dysfunction. However, we provide evidence in chapter 1 that our model (distal MCAO) spares
the integrity of hippocampus while impairing the functionality of this remote structure via a
hippocampal
diaschisis
phenomenon.
Because
electrical
activity
measured
by
electroencephalography (EEG) is widely used to diagnose potential impairment for clinical
purposes (Acar et al., 2007), we aimed to study brain activity in stroke condition by means of
the probe insertion technique that allow to record deeper structure of the brain such as the
hippocampus. We focused our study on the theta frequency band (3-7 Hz) because this
frequency is modified in humans and animals submitted to cognitive challenges. For example,
hippocampal theta is associated with memory function (Hasselmo, 2005) as theta power
increases during cognitive tasks as well as during verbal and spatial tasks due to an increase in
memory load in humans (Burgess and Gruzelier, 2000; Krause et al., 2000; Kahana et al.,
2001). In the rat hippocampus, theta state occurs during walking, running, rearing and
exploratory sniffing as well as during REM sleep (Vanderwolf, 1968; Kahana et al., 2001;
Buzsaki, 2002; Harris and Thiele, 2011). Hippocampal theta is associated with stimuli in
working memory but not with reference memory (Kahana et al., 2001), thus it could be a tag
for short-term memory (Vertes, 2005). Additional evidence also suggests that hippocampal
theta is associated with spontaneous movements in monkeys (7-9 Hz) (Stewart and Fox,
1991) and locomotion in rodents (Vanderwolf, 1968). Compared to hippocampal theta, the
role of cortical theta is less clear. At least in cats, this rhythm is associated with task
orientation during coordinated response indicating its role in alertness, arousal or readiness to
process information (Basar et al., 2001). EEG changes were reported in a review dealing with
focal cerebral ischemia in rodents (Moyanova and Dijkhuizen, 2014). Slow oscillations such
as delta wave increase and high oscillations such as alpha, gamma, beta waves decrease after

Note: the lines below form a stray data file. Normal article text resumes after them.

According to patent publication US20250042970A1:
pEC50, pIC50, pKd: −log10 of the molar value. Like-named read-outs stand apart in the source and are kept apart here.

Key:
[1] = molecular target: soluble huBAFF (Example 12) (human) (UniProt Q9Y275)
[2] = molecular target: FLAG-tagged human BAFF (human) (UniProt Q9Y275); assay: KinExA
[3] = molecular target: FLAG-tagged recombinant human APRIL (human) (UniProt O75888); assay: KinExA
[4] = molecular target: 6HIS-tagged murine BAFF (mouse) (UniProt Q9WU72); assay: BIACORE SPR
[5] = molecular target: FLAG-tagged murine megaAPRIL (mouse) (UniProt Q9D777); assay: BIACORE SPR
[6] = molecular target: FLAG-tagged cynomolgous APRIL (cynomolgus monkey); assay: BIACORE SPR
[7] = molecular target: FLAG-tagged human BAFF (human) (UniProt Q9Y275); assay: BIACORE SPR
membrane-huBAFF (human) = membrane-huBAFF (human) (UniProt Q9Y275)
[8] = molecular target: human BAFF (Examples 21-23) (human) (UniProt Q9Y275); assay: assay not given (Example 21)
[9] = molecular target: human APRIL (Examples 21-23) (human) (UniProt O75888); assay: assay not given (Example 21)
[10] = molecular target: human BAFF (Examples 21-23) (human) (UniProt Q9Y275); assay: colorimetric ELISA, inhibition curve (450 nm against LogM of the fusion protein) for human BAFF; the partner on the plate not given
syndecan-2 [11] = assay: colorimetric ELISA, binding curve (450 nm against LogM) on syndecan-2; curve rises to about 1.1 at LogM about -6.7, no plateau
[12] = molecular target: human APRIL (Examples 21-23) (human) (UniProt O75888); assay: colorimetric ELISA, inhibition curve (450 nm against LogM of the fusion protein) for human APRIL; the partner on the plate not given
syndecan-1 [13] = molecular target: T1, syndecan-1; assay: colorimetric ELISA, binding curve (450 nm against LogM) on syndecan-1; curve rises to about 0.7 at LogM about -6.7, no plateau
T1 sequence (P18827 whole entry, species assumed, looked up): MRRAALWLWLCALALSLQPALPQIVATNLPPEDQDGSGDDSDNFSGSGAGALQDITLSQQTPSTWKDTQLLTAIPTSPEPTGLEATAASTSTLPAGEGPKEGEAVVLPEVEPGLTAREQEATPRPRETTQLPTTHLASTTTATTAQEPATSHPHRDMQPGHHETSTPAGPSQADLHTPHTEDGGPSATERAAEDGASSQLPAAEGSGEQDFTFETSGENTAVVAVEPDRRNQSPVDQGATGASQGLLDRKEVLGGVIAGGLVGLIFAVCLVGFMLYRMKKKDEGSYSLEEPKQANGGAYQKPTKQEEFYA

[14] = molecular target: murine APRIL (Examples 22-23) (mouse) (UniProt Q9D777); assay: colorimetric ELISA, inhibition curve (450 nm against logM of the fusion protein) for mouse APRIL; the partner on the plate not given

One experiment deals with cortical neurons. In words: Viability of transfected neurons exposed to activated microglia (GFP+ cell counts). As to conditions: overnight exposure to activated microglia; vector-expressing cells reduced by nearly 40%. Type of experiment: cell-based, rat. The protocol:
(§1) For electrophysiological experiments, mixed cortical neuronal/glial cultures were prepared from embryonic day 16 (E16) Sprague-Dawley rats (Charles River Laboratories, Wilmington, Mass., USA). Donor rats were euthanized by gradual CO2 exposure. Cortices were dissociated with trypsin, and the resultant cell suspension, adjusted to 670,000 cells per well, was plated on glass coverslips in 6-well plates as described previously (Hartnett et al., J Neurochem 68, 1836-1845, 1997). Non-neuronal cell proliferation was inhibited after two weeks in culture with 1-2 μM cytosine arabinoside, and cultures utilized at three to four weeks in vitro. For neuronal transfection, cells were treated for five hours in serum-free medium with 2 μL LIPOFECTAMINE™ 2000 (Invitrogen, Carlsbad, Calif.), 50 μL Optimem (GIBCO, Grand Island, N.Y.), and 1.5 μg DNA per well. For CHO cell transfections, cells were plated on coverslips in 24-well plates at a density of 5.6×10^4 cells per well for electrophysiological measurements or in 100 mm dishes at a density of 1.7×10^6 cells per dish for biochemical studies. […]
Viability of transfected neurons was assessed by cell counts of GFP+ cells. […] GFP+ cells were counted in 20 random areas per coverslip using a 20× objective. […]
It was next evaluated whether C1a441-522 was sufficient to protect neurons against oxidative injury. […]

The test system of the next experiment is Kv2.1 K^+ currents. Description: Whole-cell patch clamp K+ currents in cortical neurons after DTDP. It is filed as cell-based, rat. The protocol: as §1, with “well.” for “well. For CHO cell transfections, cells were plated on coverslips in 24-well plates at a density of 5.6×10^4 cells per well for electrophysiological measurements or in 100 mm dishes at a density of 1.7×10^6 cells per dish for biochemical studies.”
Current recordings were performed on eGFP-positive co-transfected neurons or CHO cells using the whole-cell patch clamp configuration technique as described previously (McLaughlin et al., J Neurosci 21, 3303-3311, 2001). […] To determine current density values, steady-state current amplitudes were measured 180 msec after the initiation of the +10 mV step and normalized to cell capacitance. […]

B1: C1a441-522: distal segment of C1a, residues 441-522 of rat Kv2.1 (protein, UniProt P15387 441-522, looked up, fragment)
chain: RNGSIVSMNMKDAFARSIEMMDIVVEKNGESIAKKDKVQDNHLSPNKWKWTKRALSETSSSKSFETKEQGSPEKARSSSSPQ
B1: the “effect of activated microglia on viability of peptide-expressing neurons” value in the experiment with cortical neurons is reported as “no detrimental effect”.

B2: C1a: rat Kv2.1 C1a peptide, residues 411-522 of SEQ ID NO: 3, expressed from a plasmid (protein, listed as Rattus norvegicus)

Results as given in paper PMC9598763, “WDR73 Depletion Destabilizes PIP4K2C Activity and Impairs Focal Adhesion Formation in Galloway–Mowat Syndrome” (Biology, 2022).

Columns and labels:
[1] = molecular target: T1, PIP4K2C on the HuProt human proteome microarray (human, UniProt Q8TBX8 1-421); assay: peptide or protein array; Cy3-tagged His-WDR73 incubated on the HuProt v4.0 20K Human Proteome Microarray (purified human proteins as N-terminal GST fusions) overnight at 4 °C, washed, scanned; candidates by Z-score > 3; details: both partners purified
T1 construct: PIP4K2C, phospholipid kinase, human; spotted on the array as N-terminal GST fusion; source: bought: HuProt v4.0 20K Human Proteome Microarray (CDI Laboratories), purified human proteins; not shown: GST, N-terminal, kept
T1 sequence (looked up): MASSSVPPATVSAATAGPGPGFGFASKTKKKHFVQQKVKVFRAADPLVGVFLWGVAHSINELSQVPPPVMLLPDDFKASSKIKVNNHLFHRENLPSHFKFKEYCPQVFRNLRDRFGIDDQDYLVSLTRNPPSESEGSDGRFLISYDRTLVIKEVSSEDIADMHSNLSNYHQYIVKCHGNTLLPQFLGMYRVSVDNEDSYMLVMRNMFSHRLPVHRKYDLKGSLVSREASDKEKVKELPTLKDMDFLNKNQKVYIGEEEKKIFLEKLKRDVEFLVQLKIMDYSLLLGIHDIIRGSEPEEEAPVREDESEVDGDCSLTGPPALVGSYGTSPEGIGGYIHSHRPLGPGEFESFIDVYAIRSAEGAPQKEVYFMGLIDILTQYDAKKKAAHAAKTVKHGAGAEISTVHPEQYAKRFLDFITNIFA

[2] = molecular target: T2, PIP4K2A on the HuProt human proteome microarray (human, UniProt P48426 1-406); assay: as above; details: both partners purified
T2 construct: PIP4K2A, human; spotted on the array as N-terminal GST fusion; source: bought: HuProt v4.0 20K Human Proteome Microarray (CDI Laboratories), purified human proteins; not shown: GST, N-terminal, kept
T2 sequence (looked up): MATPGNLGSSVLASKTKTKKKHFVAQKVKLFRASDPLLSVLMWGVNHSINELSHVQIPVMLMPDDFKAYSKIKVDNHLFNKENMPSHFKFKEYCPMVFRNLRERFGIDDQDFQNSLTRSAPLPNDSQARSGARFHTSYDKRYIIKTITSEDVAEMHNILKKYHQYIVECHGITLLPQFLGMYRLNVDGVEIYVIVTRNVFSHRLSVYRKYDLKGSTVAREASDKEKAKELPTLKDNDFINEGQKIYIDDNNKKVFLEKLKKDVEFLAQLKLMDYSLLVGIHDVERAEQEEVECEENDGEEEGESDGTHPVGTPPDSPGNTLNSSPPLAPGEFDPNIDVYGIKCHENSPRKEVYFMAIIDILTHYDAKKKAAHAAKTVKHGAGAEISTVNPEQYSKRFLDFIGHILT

stroke. Theta frequency seems also to be decreased after stroke. For these reasons, we
investigated the hippocampal theta frequency during occlusion and after stroke in dMCAO
model and after SS1 inactivation in our pharmacological model.
We also investigated special activity events specific to the pyramidal layer of the CA1
(hippocampus), the SWRs. SWRs are 100-200 Hz field oscillations with duration of less than
one second, present during awake immobility and slow-wave sleep in rat hippocampus and
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EC (Bragin et al., 2010). SWRs play a critical role in the formation and subsequent
stabilization of enduring memories at the cortical level during the course of systems-level
memory consolidation, their selective elimination during post-learning sleep resulting in
impairment of long-term memory (Girardeau et al., 2009; Jadhav et al., 2012). To what extent
occurrence of SWRs is affected by stroke is unknown. To fill up this void, we analyzed their
pattern of expression during dMCAO and after SS1 inactivation with CNQX in rats.
2. Materials & Methods
2.1. Animals
All the electrophysiology experiments were conducted with adult male SpragueDawley rats (9 weeks of age, 250-300 g) from Charles River Laboratories (Wilmington, MA).
Upon arrival in the animal facility, rats were habituated to their new housing conditions for a
minimum of 1 week (2 rats per cage) Each rat undergo a 2-day handling procedure in order to
habituate it to the experimenter and to minimize as much as possible stress responses which
would interfered with electrophysiology recordings. This procedure lasted about 5 min per
day and consisted in removing the rat from its cage and holding it in the experimenter’s hands
until the rat feels comfortable. Rats then underwent electrophysiology surgery (ischemia or
intracerebral CNQX injection) as described in the following sections. For chronic stroke rat,
electrophysiology recordings were made 4 weeks after the dMCAO surgery. Animals were
kept on a 12:12 h light-dark cycle and experiments were conducted during the light phase of
the cycle
2.2. Groups
Electrophysiology recordings were performed on 4 groups: chronic dMCAO animals (2-4
weeks), acute dMCAO animals, CNQX injection into SS1 cortex (1µL, 6mM) and CNQX